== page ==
Despite being the driest country in Southern Africa, Namibia nonetheless produces considerable woody biomass on its total land area of 830,000 km 2 and an estimated population of 1.6 million people. The country is divided in climatic terms as desert, arid, semi-arid and semi-humid regions. Rainfall ranges from less 50 mm at the coastal desert to 700 mm per year in the northern and northeastern semi-humid regions. In vegetation terms, deserts, savannahs and woodlands occupy 16, 20 and 64 % of the land respectively. The savannah, which is subdivided into 5 sub-classes and the woodlands, is the place where the woody biomass is to be found.
Recent woody biomass inventories in North-Eastern Namibia (Tsumkwe Region) showed that in the camelthorn savannah, the tallest trees can be 16.5 meters but the average height is about 5.8 meters with about 100.8 trees (minimum diameter of 5 cm) per hectare and a total above ground biomass of 3.2 tons per hectare. In the woodlands where dominant heights range from 13.0 to 19.0 meters, above ground biomass ranged from 12.5 to 20.6 tons per hectare (Government of Namibia, 1997a and b).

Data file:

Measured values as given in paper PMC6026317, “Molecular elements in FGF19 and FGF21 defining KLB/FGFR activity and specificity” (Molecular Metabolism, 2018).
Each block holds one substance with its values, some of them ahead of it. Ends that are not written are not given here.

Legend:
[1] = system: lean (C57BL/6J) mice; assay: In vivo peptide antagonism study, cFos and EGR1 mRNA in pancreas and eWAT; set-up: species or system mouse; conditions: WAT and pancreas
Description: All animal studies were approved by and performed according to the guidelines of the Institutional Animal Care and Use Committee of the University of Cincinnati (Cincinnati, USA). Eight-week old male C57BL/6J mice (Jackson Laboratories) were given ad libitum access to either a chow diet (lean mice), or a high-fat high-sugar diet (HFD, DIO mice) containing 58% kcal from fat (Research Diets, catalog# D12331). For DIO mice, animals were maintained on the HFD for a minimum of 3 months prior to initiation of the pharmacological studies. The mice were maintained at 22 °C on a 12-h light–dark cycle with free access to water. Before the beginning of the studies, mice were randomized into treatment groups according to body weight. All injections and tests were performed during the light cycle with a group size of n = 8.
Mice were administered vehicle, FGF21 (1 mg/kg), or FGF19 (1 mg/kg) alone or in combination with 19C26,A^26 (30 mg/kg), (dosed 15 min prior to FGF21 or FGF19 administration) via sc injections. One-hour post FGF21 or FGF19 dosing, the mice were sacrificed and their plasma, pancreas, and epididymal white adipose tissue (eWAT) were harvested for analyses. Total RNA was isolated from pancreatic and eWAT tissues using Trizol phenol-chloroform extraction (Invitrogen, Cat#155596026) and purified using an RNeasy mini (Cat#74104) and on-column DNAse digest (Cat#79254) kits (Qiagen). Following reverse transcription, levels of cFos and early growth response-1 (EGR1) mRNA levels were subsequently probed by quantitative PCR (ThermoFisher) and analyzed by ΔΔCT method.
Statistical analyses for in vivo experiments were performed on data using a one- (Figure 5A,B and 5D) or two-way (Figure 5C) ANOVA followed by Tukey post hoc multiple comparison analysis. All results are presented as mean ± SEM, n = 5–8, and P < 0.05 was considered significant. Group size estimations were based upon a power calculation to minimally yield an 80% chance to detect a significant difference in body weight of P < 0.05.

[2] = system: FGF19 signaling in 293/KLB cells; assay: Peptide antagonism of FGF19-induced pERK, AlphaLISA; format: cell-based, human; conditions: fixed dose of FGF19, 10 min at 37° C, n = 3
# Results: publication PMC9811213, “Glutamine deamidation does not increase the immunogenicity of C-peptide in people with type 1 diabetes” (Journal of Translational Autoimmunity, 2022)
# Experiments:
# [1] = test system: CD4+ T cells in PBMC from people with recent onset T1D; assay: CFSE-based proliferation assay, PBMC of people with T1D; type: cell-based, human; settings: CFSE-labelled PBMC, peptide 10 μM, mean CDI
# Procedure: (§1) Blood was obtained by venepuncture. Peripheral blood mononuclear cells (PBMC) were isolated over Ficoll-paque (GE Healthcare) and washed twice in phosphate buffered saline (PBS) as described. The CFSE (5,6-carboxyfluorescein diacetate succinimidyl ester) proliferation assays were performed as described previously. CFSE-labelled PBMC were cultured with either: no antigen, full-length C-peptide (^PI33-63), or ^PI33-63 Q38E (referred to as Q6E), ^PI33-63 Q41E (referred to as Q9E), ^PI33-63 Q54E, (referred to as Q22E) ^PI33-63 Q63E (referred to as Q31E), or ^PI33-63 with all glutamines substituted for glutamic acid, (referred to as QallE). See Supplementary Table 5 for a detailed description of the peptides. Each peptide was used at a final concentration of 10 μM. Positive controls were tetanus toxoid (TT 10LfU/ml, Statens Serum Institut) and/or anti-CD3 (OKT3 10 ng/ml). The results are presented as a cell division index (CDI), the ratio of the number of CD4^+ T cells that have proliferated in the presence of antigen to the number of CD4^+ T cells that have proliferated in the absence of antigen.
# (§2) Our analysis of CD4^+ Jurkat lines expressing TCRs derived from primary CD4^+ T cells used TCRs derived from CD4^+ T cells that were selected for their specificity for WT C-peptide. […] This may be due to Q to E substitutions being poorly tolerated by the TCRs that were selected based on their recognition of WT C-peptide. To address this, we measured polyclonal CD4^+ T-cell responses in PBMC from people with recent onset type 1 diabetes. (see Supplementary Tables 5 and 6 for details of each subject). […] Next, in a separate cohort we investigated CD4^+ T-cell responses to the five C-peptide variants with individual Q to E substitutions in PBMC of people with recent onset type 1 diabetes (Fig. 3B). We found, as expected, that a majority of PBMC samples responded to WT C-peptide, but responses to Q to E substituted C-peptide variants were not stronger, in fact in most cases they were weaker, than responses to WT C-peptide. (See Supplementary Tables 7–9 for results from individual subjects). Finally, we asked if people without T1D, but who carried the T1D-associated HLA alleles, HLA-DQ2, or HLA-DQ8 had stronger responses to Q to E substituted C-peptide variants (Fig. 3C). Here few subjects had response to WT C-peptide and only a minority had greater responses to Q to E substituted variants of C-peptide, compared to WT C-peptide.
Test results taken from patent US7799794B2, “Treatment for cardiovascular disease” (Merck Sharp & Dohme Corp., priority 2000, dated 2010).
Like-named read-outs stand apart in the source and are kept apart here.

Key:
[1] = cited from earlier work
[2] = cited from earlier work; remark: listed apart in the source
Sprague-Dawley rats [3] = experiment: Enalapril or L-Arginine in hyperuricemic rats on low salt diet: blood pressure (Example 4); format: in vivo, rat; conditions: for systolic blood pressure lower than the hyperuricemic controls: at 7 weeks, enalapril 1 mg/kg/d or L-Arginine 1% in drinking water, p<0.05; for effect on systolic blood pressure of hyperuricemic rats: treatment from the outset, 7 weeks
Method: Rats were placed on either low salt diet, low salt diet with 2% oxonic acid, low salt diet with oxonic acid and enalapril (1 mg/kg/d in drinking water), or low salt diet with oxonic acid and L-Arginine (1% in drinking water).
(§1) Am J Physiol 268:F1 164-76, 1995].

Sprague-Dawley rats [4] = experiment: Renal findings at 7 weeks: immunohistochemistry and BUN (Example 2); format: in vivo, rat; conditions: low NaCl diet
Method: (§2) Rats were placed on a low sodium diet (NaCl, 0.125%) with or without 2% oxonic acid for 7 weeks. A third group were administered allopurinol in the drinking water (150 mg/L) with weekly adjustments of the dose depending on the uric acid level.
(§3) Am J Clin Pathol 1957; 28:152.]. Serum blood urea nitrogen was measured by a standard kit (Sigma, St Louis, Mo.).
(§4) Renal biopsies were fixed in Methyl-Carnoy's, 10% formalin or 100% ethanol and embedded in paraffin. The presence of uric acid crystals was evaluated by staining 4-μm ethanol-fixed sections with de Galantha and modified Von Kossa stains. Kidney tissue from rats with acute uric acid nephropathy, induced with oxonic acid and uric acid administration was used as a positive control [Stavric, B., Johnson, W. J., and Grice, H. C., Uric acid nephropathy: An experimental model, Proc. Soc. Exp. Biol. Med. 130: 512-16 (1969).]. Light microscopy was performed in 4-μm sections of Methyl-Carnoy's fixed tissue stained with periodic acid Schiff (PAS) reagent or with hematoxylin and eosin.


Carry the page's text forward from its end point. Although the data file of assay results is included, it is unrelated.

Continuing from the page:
In the Bush-Encroached Savannah, population densities of bush species are usually: Acacia mellifera, Dichrostachys cinerea, A. reficiens, and Terminalia prunoides ranged from 1300 to 4600 trees per hectare. Their heights ranged from 1.2 to 3.4, meters depending on the local conditions (Cunningham 1997). In terms of charcoal production, using minimum tree diameters of 7-8 cm as a base, biomass estimates and tree densities varied expectedly with species. For example, Terminalia prunoides in the northern parts of Central Namibia in Outjo and Tsumeb carry utilisable biomass yields hectare of 12 867 kg, Colophospermum mopane, 30 192 kg. In both cases, 40% is the expected charcoal yield (Cunningham 1997).